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Home Resources & Technical Articles Driving & Traffic Offences Driving Unlicensed Offences Driving Unlicensed Offences and Penalties in Western Australia (WA)

Driving Unlicensed Offences and Penalties in Western Australia (WA)

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Most actions or privileges in Australia come with showing a licence. Under Australian laws, it is an offence for a person to operate or drive a vehicle without a valid licence. Technically, a person without a licence is not authorised to drive a vehicle or other similar machinery.

Circumstances regarding licensing while driving are regulated and contained in Section 49 of the Road Traffic Act 1974 (WA) of the WA legislation. Anyone driving without a licence will face a summary charge in a Local Court (Magistrates Court) unless included in a filed charge for other grievous offences.

If an individual is convicted for a driving unlicensed offence, the offence will show up as a disclosable court outcome (DCO) on a Nationally Coordinated Criminal History Check .

Conditions that make an unlicensed Driving offence

The offence of driving without a licence includes any or all of the following actions within the WA jurisdiction and outside it (if it is relevant to the matter);

  • The driver already has their licence suspended or refused renewal by the relevant authority.
  • The person had their licence cancelled due to any form of legal order.
  • A court already imposed a form of penalty or disqualification on the licence.
  • The licence is subject to disqualification based on the number of demerit points or disqualification unit reaching maximum.
  • The person held a special licence at the moment and contravened certain conditions of the licence.

Driving while licence is disqualified or withdrawn

It is an offence described by section 49 of the Act if a person;

  • Operates a motor or other vehicle on a road while not authorised under the Road Traffic Act 1974 (WA), Or
  • Employs, permits, induces a person to operate the vehicle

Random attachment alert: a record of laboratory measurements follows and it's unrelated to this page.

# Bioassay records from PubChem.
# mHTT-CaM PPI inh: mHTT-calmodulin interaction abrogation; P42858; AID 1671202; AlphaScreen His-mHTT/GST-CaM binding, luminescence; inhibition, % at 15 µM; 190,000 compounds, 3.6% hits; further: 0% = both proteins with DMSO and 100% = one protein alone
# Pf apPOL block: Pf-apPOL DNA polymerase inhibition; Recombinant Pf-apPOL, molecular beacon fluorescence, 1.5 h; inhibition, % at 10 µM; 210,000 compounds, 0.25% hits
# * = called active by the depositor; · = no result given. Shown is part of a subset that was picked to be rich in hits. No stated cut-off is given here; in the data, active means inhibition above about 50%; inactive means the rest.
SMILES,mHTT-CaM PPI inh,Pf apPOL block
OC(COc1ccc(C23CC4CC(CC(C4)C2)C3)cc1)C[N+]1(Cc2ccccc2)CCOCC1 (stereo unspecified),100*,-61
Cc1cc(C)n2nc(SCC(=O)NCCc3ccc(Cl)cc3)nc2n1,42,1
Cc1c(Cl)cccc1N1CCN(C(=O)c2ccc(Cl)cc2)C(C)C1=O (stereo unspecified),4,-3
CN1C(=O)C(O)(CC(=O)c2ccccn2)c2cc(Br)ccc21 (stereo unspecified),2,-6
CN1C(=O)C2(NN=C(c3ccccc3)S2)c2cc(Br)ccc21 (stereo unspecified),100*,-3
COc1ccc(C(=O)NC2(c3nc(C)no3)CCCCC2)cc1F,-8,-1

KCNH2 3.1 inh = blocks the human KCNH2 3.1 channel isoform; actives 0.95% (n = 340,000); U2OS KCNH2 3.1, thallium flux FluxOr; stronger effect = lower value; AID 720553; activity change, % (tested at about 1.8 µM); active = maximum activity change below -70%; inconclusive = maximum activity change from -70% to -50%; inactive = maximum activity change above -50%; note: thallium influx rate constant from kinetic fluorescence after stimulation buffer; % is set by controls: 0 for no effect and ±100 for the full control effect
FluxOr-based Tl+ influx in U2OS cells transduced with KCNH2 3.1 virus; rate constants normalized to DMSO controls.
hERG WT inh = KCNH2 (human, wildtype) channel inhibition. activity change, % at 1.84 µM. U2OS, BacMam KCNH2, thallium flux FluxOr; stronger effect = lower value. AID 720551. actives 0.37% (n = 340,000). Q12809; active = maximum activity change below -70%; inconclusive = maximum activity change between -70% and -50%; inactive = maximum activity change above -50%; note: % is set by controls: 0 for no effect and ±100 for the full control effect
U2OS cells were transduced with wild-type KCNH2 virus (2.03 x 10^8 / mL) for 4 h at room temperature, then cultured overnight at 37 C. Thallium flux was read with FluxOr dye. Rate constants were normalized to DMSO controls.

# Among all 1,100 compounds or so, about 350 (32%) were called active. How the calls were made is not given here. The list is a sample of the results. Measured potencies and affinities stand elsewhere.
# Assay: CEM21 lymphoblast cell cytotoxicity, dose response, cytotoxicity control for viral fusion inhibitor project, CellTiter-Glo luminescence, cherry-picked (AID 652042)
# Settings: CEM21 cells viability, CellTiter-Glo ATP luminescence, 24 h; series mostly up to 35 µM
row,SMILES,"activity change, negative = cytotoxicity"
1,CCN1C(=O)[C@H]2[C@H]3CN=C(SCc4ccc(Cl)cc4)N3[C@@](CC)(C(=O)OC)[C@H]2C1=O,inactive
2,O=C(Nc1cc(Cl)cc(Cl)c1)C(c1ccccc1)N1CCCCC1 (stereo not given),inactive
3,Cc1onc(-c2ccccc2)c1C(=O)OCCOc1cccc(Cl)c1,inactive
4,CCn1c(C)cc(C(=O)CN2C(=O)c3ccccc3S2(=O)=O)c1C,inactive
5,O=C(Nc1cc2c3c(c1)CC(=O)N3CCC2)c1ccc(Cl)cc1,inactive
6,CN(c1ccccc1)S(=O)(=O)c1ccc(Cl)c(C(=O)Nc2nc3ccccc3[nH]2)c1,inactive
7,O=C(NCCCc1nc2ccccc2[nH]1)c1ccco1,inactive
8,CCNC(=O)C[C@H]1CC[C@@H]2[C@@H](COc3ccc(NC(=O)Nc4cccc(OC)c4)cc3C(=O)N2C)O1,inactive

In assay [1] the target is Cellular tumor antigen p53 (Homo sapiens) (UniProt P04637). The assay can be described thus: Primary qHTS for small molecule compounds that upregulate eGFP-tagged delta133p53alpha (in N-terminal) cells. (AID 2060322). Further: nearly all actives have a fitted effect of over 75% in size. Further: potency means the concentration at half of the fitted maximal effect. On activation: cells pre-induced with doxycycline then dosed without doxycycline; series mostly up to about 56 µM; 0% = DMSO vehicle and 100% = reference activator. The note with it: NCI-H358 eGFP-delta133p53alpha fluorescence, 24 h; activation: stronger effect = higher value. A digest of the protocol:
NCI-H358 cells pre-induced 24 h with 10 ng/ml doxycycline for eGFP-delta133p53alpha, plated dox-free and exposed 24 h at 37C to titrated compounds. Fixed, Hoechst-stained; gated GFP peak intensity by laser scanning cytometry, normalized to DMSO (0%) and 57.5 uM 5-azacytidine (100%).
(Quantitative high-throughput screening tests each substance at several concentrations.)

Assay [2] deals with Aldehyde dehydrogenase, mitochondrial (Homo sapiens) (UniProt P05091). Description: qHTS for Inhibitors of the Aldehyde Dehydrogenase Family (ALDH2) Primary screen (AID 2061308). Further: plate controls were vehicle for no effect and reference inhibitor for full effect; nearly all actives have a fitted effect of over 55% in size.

The penalty for such offences under this Act include;

  • 6 penalty units for first offences, and
  • 12 penalty units for subsequent convictions

The court may also issue sentencing under the Act that involves;

  • Up to 12 months imprisonment, or
  • Fines that should be more than 4 penalty units, but less than 30 penalty units
  • For rare and aggravating circumstances, the jury may disqualify the offender from holding another licence for a period between 9 months to 3 years, depending on the court's prerogative.

However, it can be a defence in court if the defendant can prove that;

  • The vehicle was driven following the regulations. Or
  • It was an act of necessity under section 49A of the Act.

Arresting an Unlicensed Driver who offends

The Act allows a Police officer to arrest an offender without a warrant if they;

  • Apply for a licence but were refused by the authority for the type they applied
  • They were disqualified from holding an Australian driver licence at the time. It is immaterial if the person ever held a licence of the type.
  • Who originally holds a similar kind of licence but ceases to possess such licence during the incident. It includes cases where it expired, surrendered or other reasons.
  • Relevant Australian laws have suspended Whose authority to drive
  • Who no longer has the authority to drive by specific Australian laws

Driving with a foreign Driver licence

If a person drives with a licence under a foreign authority, the Act requires them to;

  • Carry the official evidence of that document anytime they drive that vehicle, and
  • The document must be translated into English if it is not initially made in such. The translation must be by an approved source.

It is a crime for a driver to disobey this order while using a foreign licence. It is an offence that carries penalties up to;

  • 8 penalty units for first-time offenders, and
  • 16 penalty units for subsequent offences

Where section 49 does not apply;

Section 49 of the Road Traffic Act 1974 (WA) describes many actions prohibited in section 49, yet it does not apply to all offences. For example, a person is not guilty under this Act if they;

  • Hold a valid driver licence and fail to carry it
  • Uses an expired licence under the Act
  • Has never held a licence for any of these purpose
  • Has had their licence suspended due to unpaid fines

Other Penalties the Law permits for Driving unlicensed